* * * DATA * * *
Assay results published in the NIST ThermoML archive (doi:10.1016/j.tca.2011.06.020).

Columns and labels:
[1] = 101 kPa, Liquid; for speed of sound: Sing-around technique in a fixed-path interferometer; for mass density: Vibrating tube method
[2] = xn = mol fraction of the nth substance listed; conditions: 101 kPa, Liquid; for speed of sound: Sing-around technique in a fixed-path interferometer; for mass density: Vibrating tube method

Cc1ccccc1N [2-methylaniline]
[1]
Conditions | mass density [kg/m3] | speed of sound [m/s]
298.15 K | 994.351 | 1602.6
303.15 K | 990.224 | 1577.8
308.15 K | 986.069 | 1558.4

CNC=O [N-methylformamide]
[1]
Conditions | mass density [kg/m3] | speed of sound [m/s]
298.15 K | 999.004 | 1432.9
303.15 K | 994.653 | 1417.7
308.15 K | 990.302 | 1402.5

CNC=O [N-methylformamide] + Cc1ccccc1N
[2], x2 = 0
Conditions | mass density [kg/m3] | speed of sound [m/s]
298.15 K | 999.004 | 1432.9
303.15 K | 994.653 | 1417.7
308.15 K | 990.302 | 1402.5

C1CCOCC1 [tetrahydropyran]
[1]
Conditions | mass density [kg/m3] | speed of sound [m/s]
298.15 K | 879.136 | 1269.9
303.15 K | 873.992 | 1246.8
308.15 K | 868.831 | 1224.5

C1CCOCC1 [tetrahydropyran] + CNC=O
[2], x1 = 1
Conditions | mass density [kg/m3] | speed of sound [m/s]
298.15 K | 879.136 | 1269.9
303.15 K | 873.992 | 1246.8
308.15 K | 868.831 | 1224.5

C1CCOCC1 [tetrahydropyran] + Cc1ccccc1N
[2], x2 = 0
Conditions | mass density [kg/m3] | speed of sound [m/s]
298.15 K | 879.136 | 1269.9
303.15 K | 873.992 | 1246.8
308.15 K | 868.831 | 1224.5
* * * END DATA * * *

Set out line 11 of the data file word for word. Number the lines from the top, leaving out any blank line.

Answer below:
CNC=O [N-methylformamide]